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For a while there, couple of decades ago, it was pretty common to hear people talking about “the state of the art” and meaning leading-edge advanced technology.
This really was a fitting phrase since the word technology in most dictionary definitions harkens back to art.
Technology evolved from an originally Greek word technologia, but got imported into English back in 1615.
Now, and even back to the original Greek, technology has been a careful, thoughtful, systematic approach to doing something; a technique.
Technique as a word came from the same source but came to English a little later through French.
The first part of the word, techn actually did mean “art” or “craft” from Greek, while the second half logy means more literally “the writings on” or “the accumulated knowledge about.”
This construct means that technology could be figuratively translated to mean “the field of knowledge about the art.”
The American Heritage Dictionary takes the techn root back beyond Greek to Indo-European teks meaning to weave, linking it to the root of the word textile.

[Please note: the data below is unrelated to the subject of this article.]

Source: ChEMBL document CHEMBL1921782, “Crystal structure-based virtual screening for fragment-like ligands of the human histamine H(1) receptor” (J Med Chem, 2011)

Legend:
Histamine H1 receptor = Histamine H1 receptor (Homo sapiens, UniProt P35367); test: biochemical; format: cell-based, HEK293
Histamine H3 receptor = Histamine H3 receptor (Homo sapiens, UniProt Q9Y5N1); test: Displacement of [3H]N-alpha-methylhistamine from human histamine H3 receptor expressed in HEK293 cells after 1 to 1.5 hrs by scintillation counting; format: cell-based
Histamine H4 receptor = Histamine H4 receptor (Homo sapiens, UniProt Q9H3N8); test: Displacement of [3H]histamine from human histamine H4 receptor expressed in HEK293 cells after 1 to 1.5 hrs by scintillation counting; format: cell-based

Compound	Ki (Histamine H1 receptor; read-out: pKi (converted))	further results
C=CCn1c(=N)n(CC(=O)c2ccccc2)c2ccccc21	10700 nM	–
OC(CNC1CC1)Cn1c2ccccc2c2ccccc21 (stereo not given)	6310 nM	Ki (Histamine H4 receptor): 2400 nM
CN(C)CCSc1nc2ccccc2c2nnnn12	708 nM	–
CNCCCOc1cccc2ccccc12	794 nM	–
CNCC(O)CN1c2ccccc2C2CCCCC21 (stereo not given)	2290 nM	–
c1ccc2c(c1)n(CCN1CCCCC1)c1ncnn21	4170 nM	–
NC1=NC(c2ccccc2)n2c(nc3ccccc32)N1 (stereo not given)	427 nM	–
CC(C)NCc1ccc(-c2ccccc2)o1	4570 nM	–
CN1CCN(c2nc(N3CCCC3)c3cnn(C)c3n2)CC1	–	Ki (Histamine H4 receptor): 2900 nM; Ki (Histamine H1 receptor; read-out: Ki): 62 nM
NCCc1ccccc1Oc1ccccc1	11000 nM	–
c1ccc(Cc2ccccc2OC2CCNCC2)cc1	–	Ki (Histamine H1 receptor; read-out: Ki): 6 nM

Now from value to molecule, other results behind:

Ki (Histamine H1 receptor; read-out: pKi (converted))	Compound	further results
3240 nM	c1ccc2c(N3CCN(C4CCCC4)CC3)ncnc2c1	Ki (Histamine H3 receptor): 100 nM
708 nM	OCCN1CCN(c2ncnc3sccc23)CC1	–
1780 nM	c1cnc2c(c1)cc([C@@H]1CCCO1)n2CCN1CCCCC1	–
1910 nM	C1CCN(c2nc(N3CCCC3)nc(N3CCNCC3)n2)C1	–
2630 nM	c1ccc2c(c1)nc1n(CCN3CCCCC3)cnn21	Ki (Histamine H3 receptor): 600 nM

These days the art in question is more likely to be developing the next generation of handheld devices, or the art of decoding DNA sequences, as opposed to weaving skills.
But when technology first arose as a word back in Greek, the arts then being systematically organized were things like grammar.
Five days a week Charles Hodgson produces Podictionary – the podcast for word lovers, Thursday episodes here at OUPblog. He’s also the author of several books including his latest History of Wine Words – An Intoxicating Dictionary of Etymology from the Vineyard, Glass, and Bottle.